Joe Biden asked to mind his own business after criticism of Truss’ policies

Sir. Biden claimed that the US economy was “strong as hell” and inflation was “worse everywhere else” than in the US.

“The problem is the lack of economic growth and sound politics in other countries, not so much ours,” he told reporters on a visit to Portland ahead of next month’s midterm elections.

Craig Mackinlay, Tory MP for South Thanet, compared Mr Biden’s remarks to Barack Obama’s warning that Britain would go “to the back of the queue” for a trade deal if it left the EU.

“From President Obama weighing in on the Brexit debate in 2016, presumably at the behest of Downing Street at the time, US presidential interventions in British politics are a diplomatic line that should never be crossed and rarely end well,” said Mr. Msckinlay to the Telegraph. .

“I expect he would have felt encouraged by similar behavior from the IMF, which decided to weigh in on British tax policy. I would recommend that President Biden look at his own country’s problems rather than a wider international net.”

Sir. Mackinlay referred to the International Monetary Fund’s thinly veiled swipes at Mrs Truss earlier this month after it told governments to embrace austerity to curb inflation and warned there was no room for missteps in fiscal and monetary policy.

Brendan Clarke-Smith, a parliamentary secretary at the Cabinet Office, said: “He said the right thing in the end in justice [that it was up to Britain]. He should have said it at the start and then just left it at that.”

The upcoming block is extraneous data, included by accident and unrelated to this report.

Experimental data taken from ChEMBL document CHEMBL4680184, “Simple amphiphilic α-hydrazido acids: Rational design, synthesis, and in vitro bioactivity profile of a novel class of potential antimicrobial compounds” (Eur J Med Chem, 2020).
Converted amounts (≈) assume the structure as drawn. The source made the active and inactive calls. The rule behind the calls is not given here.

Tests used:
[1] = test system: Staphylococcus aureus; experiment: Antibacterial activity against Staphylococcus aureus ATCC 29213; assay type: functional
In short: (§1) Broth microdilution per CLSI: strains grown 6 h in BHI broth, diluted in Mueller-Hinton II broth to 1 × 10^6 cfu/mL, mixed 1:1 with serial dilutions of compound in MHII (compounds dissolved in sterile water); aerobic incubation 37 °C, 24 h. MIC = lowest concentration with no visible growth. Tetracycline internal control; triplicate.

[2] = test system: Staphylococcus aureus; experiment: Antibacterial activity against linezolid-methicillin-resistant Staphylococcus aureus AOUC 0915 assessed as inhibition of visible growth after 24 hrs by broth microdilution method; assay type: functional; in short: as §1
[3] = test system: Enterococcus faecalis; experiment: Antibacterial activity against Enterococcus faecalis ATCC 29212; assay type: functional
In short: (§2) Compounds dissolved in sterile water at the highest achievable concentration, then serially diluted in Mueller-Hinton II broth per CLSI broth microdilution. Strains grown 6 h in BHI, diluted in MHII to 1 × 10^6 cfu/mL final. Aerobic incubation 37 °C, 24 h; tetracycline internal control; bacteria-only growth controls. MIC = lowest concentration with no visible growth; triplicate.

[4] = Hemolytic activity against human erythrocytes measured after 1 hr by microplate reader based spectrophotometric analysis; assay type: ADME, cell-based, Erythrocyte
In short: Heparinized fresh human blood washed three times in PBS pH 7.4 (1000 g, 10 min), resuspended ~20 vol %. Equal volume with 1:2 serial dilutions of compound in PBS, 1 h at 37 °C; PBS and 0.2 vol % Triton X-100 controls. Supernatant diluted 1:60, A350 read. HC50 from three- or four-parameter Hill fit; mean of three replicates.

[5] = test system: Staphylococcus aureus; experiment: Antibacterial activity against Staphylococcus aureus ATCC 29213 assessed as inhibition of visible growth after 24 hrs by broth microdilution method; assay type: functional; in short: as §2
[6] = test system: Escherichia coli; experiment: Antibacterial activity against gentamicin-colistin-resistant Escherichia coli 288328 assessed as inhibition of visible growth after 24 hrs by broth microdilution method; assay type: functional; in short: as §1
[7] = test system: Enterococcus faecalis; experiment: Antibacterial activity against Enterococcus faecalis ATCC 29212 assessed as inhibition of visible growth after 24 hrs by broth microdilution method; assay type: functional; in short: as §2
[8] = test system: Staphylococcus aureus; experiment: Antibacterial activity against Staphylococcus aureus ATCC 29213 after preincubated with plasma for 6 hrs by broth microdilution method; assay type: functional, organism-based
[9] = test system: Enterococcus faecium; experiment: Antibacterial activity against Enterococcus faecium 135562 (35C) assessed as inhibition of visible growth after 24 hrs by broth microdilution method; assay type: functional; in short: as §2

Andrew Bridgen, MP for North West Leicestershire, wrote in a blog post: “Some of us predicted the outcome of [Truss’s] mini-Budget in advance – but I don’t remember Joe Biden being one of them.

“The fact that President Biden has joined the pile will do nothing but hasten her rapidly approaching departure from Number 10.”

President tired of trickle-down economy

Shortly before a sit-down with Mrs Truss at a UN summit last month, Mr Biden had said he was “sick and tired of trickle-down economics”.

“It never worked,” he wrote on Twitter. “We build an economy from the ground up and the middle out.”

While most people interpreted his remarks as aimed at a domestic audienceas he seeks to endorse local Democrats next monthsome wondered if it was a swipe at Mrs Truss.

In the same visit, Ms Truss admitted some of her measures, including removing a cap on bankers’ bonuses, “will be unpopular”, but said they were necessary to end years of stagnation.

Labor tried to seize on Mr Biden’s intervention, while David Lammy, the shadow foreign secretary, defended the president’s meddling in British politics.

“As well as crashing the economy, Liz Truss’ humiliating U-turns have made the UK economy an international punchline,” Lammy said. “President Biden knows the dangerous folly of trickle-down economics.”

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